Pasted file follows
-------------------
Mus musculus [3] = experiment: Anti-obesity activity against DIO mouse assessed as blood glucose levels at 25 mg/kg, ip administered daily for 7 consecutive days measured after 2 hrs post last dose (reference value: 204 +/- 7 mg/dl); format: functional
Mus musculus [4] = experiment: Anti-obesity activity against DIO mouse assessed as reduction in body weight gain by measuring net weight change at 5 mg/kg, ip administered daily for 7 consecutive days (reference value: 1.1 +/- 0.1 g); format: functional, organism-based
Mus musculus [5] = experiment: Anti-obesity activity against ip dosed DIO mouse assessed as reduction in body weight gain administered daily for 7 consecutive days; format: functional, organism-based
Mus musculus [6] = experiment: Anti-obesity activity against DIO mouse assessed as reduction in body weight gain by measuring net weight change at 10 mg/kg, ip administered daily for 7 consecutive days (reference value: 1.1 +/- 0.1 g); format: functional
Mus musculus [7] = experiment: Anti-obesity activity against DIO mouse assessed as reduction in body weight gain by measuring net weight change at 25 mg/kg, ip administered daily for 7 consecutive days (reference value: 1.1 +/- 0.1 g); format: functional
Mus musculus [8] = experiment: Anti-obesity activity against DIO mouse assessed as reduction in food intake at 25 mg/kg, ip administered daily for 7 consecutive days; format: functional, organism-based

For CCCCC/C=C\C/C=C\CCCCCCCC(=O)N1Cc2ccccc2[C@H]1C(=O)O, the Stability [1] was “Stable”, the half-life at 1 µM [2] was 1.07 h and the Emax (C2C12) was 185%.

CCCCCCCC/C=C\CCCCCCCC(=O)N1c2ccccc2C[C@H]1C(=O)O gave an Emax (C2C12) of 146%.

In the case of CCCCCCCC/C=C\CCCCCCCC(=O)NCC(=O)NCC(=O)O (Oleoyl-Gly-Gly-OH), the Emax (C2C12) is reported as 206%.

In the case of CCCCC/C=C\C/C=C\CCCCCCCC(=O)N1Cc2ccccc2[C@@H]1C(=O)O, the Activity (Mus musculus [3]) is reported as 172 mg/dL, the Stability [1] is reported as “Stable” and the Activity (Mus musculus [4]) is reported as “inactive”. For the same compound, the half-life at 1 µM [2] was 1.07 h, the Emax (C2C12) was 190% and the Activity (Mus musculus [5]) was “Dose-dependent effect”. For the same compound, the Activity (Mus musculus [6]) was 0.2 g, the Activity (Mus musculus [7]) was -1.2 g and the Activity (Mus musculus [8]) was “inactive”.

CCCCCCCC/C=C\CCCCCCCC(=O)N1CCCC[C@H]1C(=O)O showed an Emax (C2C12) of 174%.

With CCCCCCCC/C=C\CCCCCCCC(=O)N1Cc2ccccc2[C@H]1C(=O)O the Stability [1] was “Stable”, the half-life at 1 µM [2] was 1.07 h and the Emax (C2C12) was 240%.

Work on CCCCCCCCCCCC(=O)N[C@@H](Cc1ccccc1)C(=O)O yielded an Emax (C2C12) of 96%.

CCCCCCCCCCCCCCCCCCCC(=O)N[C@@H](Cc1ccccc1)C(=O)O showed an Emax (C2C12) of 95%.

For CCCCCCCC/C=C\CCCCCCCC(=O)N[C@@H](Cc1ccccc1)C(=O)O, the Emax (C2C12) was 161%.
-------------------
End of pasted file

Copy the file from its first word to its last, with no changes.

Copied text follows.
Mus musculus [3] = experiment: Anti-obesity activity against DIO mouse assessed as blood glucose levels at 25 mg/kg, ip administered daily for 7 consecutive days measured after 2 hrs post last dose (reference value: 204 +/- 7 mg/dl); format: functional
Mus musculus [4] = experiment: Anti-obesity activity against DIO mouse assessed as reduction in body weight gain by measuring net weight change at 5 mg/kg, ip administered daily for 7 consecutive days (reference value: 1.1 +/- 0.1 g); format: functional, organism-based
Mus musculus [5] = experiment: Anti-obesity activity against ip dosed DIO mouse assessed as reduction in body weight gain administered daily for 7 consecutive days; format: functional, organism-based
Mus musculus [6] = experiment: Anti-obesity activity against DIO mouse assessed as reduction in body weight gain by measuring net weight change at 10 mg/kg, ip administered daily for 7 consecutive days (reference value: 1.1 +/- 0.1 g); format: functional
Mus musculus [7] = experiment: Anti-obesity activity against DIO mouse assessed as reduction in body weight gain by measuring net weight change at 25 mg/kg, ip administered daily for 7 consecutive days (reference value: 1.1 +/- 0.1 g); format: functional
Mus musculus [8] = experiment: Anti-obesity activity against DIO mouse assessed as reduction in food intake at 25 mg/kg, ip administered daily for 7 consecutive days; format: functional, organism-based

For CCCCC/C=C\C/C=C\CCCCCCCC(=O)N1Cc2ccccc2[C@H]1C(=O)O, the Stability [1] was “Stable”, the half-life at 1 µM [2] was 1.07 h and the Emax (C2C12) was 185%.

CCCCCCCC/C=C\CCCCCCCC(=O)N1c2ccccc2C[C@H]1C(=O)O gave an Emax (C2C12) of 146%.

In the case of CCCCCCCC/C=C\CCCCCCCC(=O)NCC(=O)NCC(=O)O (Oleoyl-Gly-Gly-OH), the Emax (C2C12) is reported as 206%.

In the case of CCCCC/C=C\C/C=C\CCCCCCCC(=O)N1Cc2ccccc2[C@@H]1C(=O)O, the Activity (Mus musculus [3]) is reported as 172 mg/dL, the Stability [1] is reported as “Stable” and the Activity (Mus musculus [4]) is reported as “inactive”. For the same compound, the half-life at 1 µM [2] was 1.07 h, the Emax (C2C12) was 190% and the Activity (Mus musculus [5]) was “Dose-dependent effect”. For the same compound, the Activity (Mus musculus [6]) was 0.2 g, the Activity (Mus musculus [7]) was -1.2 g and the Activity (Mus musculus [8]) was “inactive”.

CCCCCCCC/C=C\CCCCCCCC(=O)N1CCCC[C@H]1C(=O)O showed an Emax (C2C12) of 174%.

With CCCCCCCC/C=C\CCCCCCCC(=O)N1Cc2ccccc2[C@H]1C(=O)O the Stability [1] was “Stable”, the half-life at 1 µM [2] was 1.07 h and the Emax (C2C12) was 240%.

Work on CCCCCCCCCCCC(=O)N[C@@H](Cc1ccccc1)C(=O)O yielded an Emax (C2C12) of 96%.

CCCCCCCCCCCCCCCCCCCC(=O)N[C@@H](Cc1ccccc1)C(=O)O showed an Emax (C2C12) of 95%.

For CCCCCCCC/C=C\CCCCCCCC(=O)N[C@@H](Cc1ccccc1)C(=O)O, the Emax (C2C12) was 161%.